Now I’m on my way back to North America. I’ll blog about that tomorrow. :)

  
Danish outlets look so happy/cute.

  
Roses still blooming outside of our meeting place.

Sonderborg

On Wednesday morning, my colleague and I spent a bit of time in the morning exploring the Sonderborg waterfront and the Sonderborg Slot (Palace). It began still pretty foggy out and gradually cleared during the day.  

 
We walked along the waterfront to the marina, watching gulls (potentially silver gulls, according to the information panel for children) crack open common mussels on the promenade. The trees were strong and interestingly shaped and some of them were not identifiable by this North American biologist. We also saw a bigger sea gull dancing on the lawn of one of the marina buildings. He was really just standing in one spot, repeatedly shuffling his feet. We wondered if there was something wrong with him because he didn’t seem to be pecking at anything, just shuffling. Then I suggested he was the marina’s special dancing gull practicing his routine for that night.

  
Then we walked back to the Sonderborg Slot, or palace. It has been a palace for a long while, and you can tell that it has been rebuilt a few times by the mosaic of different bricks and stones. Some of those were due to damage from warfare, and others seem to be renovations. We walked around and explored a ruined tower that had been excavated. Unfortunately a rather deep puddle existed in the tunnel leading to the open room in the tower so we didn’t enter but there were tower stairs that lead down to a locked gate, where we could look in to see how large the tower had been. Sadly, the museum part of  the palace didn’t open until 1pm so we weren’t able to go inside and learn more of the history, since we had to go to our meeting – the whole reason we are in Denmark to begin with! But we did learn about the German bombardment of 1864 when the region came under German control, which ended in 1920 when it reverted back to Denmark.

  
Patchwork brick and stone on the palace

  
The ruined excavated tower

  
The wet tunnel

We walked into a couple of the town’s side streets nearby but then decided to just go to Sandbjerg Gods and to explore the manor grounds there.

  
Really cute houses in Sonderborg.

The taxi ride didn’t take very long and we dropped our stuff in our rooms and went for a walk on the Nydamstien.

 
First we met a curious Highland bull. The electric fence was humming.

  

 We took a well travelled and marked path through the woods, which were predominantly oak, beech and perhaps an ash (not sure which variety). It was actually very mild here so the trees were still turning colours and had most of their leaves. It was fascinating to see the hallmarks of long human habitation in the   area being borne out by some of the patterns of vegetation. We passed many raspberry canes and rose bushes travelling along a field edge, and then came upon a living fence of beech trees.

  
We turned around after we reached a fork in the road (one less travelled) because we anticipated the arrival of more of our colleagues. Which was fine because we were halfway through the 7.7 km circuit.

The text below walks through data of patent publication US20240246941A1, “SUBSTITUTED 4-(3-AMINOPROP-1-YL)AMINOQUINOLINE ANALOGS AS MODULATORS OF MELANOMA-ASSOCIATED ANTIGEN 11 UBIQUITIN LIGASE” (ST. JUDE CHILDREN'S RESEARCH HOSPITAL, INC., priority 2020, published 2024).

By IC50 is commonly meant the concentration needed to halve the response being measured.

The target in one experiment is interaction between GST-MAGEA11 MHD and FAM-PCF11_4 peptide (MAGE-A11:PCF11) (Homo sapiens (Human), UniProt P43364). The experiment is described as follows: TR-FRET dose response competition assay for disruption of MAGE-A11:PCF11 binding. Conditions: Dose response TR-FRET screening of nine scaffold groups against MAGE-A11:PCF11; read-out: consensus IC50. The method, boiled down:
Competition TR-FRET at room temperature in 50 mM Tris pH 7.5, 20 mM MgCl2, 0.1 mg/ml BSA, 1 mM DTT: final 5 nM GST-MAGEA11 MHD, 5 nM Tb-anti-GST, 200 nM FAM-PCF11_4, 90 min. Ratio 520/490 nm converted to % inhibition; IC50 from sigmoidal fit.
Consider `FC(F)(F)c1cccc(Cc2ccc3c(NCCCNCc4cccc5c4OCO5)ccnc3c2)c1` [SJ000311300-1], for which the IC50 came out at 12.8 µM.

And then our meeting began in the afternoon, in a quaint building that had once been the farmer’s house who had tended the land for the manor, I surmise. It was really cute.

  

 The front room where we did not have our meeting, but the best picture I took… 

 More to come – we take the road less travelled in the woods and learn some local history.

Painting and preparing

I’m back in the studio/office tonight. I had a lovely visit over a lovely sushi dinner with a lovely friend, which usually ends fairly early because we meet up right after work. So now I’ve finished my chores and I’m reaching for the blue and white paint to work on the painting with the cirrus clouds again. But I thought I’d blurt out a quick blog post first.

My boss and I had a good chat today that actually encouraged me to do more painting. He’s also an artist and he told me the number of paintings he’d made/sold in the past couple of years, and I thought “Jeez, I need to paint more…”

Also, in a few days, I’ll be boarding yet another trans-Atlantic jet to go to a meeting for work. It’s going to be a quick trip, but I’m hoping to post a few pictures and impressions. This time, we’re headed to Denmark. I’ve never been, so that should be fun. I have to pick up some Danish krone tomorrow, and set out my clothes. Luckily, it looks like the temperature there is essentially the same is it is here now – between 8 and 11C – so my current coat setup and shoes should be appropriate.

Okay, just a quick one. I’m going to see how many canvases I can add to tonight. :) And still get a decent amount of sleep. ;)

Snapshot Saturday

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Flying in to Anchorage over glacier topped mountains.

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Two gigantic bears mounted in my colleague’s hotel lobby. The polar bear was 10 feet tall and 1200 pounds, and the brown bear was slightly shorter (though still close to 10 feet tall) and probably closer to 1500 pounds.

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Looking back to Anchorage from the Coastal Trail.

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A golden eagle sitting in a tree.